I think sometimes he’s got to be selfish. He’s got to go up there and take a half decent look, just to get his feet under him, and, in transition, go and try to dunk on someone. You just want to see a little more fire from the guy. Maybe be willing to see a mistake from him, if it’s a mistake that’s done because he’s being confident and assertive, because being passive in the SEC is just not going to get you very far playing against such athletic, such talented wing. To play passive against some of the guys that KeVaughn Allen has to go against just isn’t going to fly.

I would love to see him just kind of unleash a new level of confidence. Maybe make a few mistakes, but just know that I don’t think Mike White is going to be upset with him if he tries to play a little more with that killer instinct.

Andrew:                 Listen, I don’t know if it’s still the case, and I’ll be the first to admit that, but at times last year Mike White was very vocal in saying, “Listen, we want him to miss shots. Miss your shots. Whatever it takes to get him going, do it.” I think that’s a thing that Mike White’s cool with. Being a shooter, he understands they’re going to miss shots. I don’t want to say Florida goes as KeVaughn Allen does, but I think Florida is a different team when KeVaughn Allen is that elite scorer, like he can be.

Eric:                          Absolutely. You mentioned it. So many teams have one really good perimeter defender, but they don’t often have two really good perimeter defenders. Right now, teams have to say if they want their best perimeter defender on Jalen Hudson or KeVaughn Allen. Right now, it’s a pretty easy decision to put them on Jalen Hudson.

Not only does that make things tougher for Jalen Hudson, but it also means that if KeVaughn Allen isn’t even scoring on a secondary defender then you’re not punishing a team for making those kinds of decisions. If you have both of those guys firing, then you have to make them choose, who do we want to guard, and who do we want to allow to work on a secondary defender? That would just open up all kinds of things like that, and, obviously, just shooting wise. KeVaughn Allen is a smart enough player that he gets himself in good situations. His shots, they just haven’t fallen yet. When those times come for him to nail a big three, if those go in, Florida is a different team. Absolutely.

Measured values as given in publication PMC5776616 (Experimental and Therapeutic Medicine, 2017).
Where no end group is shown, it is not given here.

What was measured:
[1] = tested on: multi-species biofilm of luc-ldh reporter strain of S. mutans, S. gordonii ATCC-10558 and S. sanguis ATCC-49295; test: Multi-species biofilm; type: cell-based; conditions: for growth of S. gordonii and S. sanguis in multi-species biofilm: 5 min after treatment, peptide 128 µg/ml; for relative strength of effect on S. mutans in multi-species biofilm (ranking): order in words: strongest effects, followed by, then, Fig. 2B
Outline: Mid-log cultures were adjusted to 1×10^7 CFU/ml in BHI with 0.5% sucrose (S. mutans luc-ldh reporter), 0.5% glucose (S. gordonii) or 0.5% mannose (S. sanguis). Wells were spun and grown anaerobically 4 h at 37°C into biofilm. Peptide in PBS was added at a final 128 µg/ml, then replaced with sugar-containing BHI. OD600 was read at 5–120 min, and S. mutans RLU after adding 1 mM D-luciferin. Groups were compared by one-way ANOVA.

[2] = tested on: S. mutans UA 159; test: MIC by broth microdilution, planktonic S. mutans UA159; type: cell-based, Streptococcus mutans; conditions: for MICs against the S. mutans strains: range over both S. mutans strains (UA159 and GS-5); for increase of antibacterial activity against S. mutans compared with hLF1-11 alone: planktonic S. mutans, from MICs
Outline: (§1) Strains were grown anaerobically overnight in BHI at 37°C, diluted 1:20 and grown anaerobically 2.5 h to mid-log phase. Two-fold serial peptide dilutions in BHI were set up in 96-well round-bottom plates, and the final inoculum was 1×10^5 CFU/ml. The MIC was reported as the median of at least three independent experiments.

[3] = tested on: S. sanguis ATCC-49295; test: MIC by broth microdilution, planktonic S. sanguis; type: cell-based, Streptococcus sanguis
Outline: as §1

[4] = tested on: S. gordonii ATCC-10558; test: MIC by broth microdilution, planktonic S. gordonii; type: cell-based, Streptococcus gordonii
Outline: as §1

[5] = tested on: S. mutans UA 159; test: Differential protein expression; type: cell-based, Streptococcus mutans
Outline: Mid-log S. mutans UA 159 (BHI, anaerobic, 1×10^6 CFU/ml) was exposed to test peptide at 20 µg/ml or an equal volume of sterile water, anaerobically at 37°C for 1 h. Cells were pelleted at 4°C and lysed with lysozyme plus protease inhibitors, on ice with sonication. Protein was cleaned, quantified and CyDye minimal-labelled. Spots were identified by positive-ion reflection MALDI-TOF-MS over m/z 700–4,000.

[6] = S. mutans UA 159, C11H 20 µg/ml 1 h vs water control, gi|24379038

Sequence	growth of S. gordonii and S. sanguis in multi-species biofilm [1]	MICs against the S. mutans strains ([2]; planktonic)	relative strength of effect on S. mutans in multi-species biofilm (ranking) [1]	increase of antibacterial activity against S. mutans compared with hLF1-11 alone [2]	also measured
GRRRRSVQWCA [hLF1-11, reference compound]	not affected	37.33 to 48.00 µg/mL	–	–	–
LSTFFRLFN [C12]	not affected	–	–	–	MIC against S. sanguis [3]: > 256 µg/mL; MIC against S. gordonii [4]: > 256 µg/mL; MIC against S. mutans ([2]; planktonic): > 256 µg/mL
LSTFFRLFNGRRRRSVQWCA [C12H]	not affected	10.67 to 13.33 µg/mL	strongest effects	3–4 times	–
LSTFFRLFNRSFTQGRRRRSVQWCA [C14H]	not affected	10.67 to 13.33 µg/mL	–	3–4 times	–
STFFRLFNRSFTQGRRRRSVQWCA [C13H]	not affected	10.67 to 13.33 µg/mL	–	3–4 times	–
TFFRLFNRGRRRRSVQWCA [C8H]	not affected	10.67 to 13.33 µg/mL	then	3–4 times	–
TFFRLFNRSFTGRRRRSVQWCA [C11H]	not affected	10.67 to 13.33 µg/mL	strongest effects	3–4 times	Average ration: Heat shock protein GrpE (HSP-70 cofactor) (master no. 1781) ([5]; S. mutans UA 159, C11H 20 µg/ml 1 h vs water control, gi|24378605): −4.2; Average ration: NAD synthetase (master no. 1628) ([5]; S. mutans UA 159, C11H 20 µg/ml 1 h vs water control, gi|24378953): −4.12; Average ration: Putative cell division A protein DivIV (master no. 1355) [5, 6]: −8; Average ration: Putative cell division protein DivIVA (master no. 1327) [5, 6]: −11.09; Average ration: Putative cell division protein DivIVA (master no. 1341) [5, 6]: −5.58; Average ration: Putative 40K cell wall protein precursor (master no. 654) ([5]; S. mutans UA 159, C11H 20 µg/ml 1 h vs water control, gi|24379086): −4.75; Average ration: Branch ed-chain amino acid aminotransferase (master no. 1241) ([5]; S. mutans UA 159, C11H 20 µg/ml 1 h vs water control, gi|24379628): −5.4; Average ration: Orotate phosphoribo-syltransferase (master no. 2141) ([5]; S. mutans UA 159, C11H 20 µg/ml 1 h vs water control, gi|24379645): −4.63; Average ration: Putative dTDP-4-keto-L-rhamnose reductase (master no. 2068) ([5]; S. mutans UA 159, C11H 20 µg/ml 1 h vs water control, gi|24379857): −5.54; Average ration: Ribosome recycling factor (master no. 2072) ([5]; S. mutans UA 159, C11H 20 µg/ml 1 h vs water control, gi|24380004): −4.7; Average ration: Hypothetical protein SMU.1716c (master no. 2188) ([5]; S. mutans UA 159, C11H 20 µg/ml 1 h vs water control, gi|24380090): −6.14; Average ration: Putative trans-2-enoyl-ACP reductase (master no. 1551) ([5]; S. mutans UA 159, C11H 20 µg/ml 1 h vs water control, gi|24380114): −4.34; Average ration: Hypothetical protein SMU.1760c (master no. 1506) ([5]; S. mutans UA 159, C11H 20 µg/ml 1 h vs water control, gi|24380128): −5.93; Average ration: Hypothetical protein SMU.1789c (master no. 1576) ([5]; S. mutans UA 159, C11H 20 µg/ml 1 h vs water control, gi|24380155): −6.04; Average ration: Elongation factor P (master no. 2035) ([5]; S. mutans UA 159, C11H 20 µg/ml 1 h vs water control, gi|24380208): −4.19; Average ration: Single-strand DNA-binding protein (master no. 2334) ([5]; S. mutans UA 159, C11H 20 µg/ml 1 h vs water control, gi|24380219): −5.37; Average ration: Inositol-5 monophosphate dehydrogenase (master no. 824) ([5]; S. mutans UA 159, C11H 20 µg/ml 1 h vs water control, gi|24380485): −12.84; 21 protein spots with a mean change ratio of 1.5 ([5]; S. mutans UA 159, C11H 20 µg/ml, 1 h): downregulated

Like you said too, I think Mike White is totally cool with players missing shots and maybe having a turnover now and then, if it’s attacking in transition. As a former player himself, as a guy who also wants to preach going fast, he understands what kind of comes with that. If KeVaughn Allen wants to go up and miss a couple good shots, that’s going to be cool with Coach White.

Andrew:                 Let’s go ahead and start taking a look here at the coming week. Florida plays a pretty good Arkansas team at home on Wednesday, and they follow that up with a trip to Lexington on ESPN on Saturday night. 50/50 this week? Win one, lose one? Is that what they have to do? They can’t go 0-2, of course.

Eric:                          You never want to go 0-2. They’ve done a lot of good work to be where they are right now in the SEC. Against Arkansas, Arkansas looks a lot like Ole Miss, which scares me a little bit, in the way that they are just very backcourt heavy, very skilled guards. They have one really good freshman big in Daniel Gafford, who could hurt Florida inside. They have guys like Jaylen Barford and Daryl Maccon, who are senior guards that are quick, that work out if they can roll, which is eerily similar to what Ole Miss did against Florida. It’s a concern for me, for sure.

With Kentucky looming, hopefully they’re not thinking too much past this Arkansas game, because they have to treat this one as a big win at home they need to get. Especially with College GameDay in Lexington, that’s going to be one that everyone has circled, especially fans as well. 1-1 would be great. I think Florida has a pretty good matchup with Kentucky, just kind of skill wise. That would be a great one to steal in Lexington on national television. It’s going to be a really good week for Florida basketball. These are going to be two really solid games.

Andrew:                 Why is Kentucky struggling this year?

Eric:                          We all know Coach Calipari after losses love to talk about how young his teams are, but this time it’s truly the youngest team he’s ever had. They don’t have enough ball handlers, I would say, if I had to really just boil it down. They have a lot of good frontcourt pieces. They have a lot of really athletic wings, but they don’t have as many ball handlers. They have Quade Green, who can kind of create his own shot, and then they have former Gator commit, Gilgeous-Alexander, who’s honestly been their best player, which really pains me to say. Like really pains me to say.

Andrew:                 There was some money being dropped. Let’s just be cool about it.